(+)-Pseudo-ephedrin-O-sulfuric-acid-ester from (-)-Ephedrin. Hermann Emde, Helvetica Chimica Acta, p.402 (1929).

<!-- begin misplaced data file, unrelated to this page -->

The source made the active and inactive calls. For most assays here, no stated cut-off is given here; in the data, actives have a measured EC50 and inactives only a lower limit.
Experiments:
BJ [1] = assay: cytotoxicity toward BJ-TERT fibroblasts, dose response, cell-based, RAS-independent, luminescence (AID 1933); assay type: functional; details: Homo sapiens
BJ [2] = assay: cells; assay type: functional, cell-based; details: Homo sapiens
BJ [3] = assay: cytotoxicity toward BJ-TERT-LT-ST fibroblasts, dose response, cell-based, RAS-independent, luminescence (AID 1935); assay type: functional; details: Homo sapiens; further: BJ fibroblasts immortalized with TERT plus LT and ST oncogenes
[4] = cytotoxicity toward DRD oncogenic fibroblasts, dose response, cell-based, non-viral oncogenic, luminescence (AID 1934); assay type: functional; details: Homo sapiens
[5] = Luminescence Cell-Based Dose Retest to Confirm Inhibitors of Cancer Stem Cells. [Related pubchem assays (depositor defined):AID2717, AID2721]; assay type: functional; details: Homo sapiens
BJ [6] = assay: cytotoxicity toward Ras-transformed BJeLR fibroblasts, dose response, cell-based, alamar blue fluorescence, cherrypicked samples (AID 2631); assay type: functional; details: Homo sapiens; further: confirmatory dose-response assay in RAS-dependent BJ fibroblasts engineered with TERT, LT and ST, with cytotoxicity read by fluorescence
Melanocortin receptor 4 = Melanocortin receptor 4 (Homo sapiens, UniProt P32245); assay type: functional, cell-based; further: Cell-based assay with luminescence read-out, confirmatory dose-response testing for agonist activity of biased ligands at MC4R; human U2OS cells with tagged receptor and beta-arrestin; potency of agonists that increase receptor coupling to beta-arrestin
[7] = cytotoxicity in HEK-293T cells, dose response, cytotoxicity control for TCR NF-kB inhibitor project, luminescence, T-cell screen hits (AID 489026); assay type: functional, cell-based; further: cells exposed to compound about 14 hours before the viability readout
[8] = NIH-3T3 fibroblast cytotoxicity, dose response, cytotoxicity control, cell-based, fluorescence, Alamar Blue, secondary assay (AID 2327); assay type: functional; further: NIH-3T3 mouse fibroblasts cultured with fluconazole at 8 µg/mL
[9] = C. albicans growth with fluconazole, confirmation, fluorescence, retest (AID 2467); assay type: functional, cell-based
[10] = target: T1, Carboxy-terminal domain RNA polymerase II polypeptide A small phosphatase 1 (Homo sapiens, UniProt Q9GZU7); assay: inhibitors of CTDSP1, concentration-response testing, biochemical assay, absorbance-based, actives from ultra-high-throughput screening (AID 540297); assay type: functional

To 100 grams of ice-cold concentrated sulfuric acid situated in a beaker, 20 grams of natural (-)-ephedrine hydrochloride is added in about 40 portions within 10 minutes, whereupon hydrogen chloride gas is vigorously evolved. The solution is shaken under cooling with ice until all solids has dissolved. The walls of the beaker is rinsed from any residual crystals with 10 ml conc. H2SO4, the beaker is removed from the ice, and left to stand at 15 deg C for 15 minutes, whereupon the contents of the beaker is poured upon 200 grams of crushed ice in a 500 ml beaker, which also is cooled from the outside with an ice-bath. 300 ml of absolute ethanol is now added, whereby beautiful white crystal needles of (+)-Pseudoephedrine-O-sulfate ester precipitates. The crystals are filtered with suction in a small Buchner funnel, washed with a little cold water, and after air drying the yield is approximately 10g of (+)-Pseudoephedrine-O-sulfate ester.